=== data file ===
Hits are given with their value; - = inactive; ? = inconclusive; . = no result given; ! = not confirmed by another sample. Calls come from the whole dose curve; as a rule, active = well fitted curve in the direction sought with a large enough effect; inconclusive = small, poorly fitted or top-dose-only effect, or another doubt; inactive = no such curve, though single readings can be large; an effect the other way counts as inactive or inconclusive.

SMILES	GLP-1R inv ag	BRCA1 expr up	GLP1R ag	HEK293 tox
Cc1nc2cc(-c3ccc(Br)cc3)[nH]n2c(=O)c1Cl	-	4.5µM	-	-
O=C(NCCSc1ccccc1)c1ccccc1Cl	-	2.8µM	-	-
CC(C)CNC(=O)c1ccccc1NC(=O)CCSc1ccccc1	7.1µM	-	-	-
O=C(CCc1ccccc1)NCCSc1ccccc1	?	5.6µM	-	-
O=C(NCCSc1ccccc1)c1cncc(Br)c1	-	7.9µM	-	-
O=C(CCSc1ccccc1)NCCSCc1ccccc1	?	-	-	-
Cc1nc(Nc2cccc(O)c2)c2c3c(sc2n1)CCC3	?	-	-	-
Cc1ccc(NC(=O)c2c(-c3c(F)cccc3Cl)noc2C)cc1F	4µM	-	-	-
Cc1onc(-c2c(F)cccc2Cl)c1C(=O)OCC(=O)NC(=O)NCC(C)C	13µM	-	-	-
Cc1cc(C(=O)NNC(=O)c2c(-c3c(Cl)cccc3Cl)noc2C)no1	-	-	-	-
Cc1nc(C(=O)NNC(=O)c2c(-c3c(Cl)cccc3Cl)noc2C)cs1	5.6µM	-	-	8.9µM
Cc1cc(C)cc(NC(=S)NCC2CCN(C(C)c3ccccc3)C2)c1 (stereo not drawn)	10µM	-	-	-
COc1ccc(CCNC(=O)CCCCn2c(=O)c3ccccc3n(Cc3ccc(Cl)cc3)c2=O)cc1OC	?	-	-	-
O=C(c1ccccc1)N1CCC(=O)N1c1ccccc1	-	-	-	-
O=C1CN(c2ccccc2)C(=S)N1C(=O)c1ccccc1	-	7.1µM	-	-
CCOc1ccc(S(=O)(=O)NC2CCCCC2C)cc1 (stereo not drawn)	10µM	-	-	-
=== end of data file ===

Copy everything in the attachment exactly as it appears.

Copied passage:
Hits are given with their value; - = inactive; ? = inconclusive; . = no result given; ! = not confirmed by another sample. Calls come from the whole dose curve; as a rule, active = well fitted curve in the direction sought with a large enough effect; inconclusive = small, poorly fitted or top-dose-only effect, or another doubt; inactive = no such curve, though single readings can be large; an effect the other way counts as inactive or inconclusive.

SMILES	GLP-1R inv ag	BRCA1 expr up	GLP1R ag	HEK293 tox
Cc1nc2cc(-c3ccc(Br)cc3)[nH]n2c(=O)c1Cl	-	4.5µM	-	-
O=C(NCCSc1ccccc1)c1ccccc1Cl	-	2.8µM	-	-
CC(C)CNC(=O)c1ccccc1NC(=O)CCSc1ccccc1	7.1µM	-	-	-
O=C(CCc1ccccc1)NCCSc1ccccc1	?	5.6µM	-	-
O=C(NCCSc1ccccc1)c1cncc(Br)c1	-	7.9µM	-	-
O=C(CCSc1ccccc1)NCCSCc1ccccc1	?	-	-	-
Cc1nc(Nc2cccc(O)c2)c2c3c(sc2n1)CCC3	?	-	-	-
Cc1ccc(NC(=O)c2c(-c3c(F)cccc3Cl)noc2C)cc1F	4µM	-	-	-
Cc1onc(-c2c(F)cccc2Cl)c1C(=O)OCC(=O)NC(=O)NCC(C)C	13µM	-	-	-
Cc1cc(C(=O)NNC(=O)c2c(-c3c(Cl)cccc3Cl)noc2C)no1	-	-	-	-
Cc1nc(C(=O)NNC(=O)c2c(-c3c(Cl)cccc3Cl)noc2C)cs1	5.6µM	-	-	8.9µM
Cc1cc(C)cc(NC(=S)NCC2CCN(C(C)c3ccccc3)C2)c1 (stereo not drawn)	10µM	-	-	-
COc1ccc(CCNC(=O)CCCCn2c(=O)c3ccccc3n(Cc3ccc(Cl)cc3)c2=O)cc1OC	?	-	-	-
O=C(c1ccccc1)N1CCC(=O)N1c1ccccc1	-	-	-	-
O=C1CN(c2ccccc2)C(=S)N1C(=O)c1ccccc1	-	7.1µM	-	-
CCOc1ccc(S(=O)(=O)NC2CCCCC2C)cc1 (stereo not drawn)	10µM	-	-	-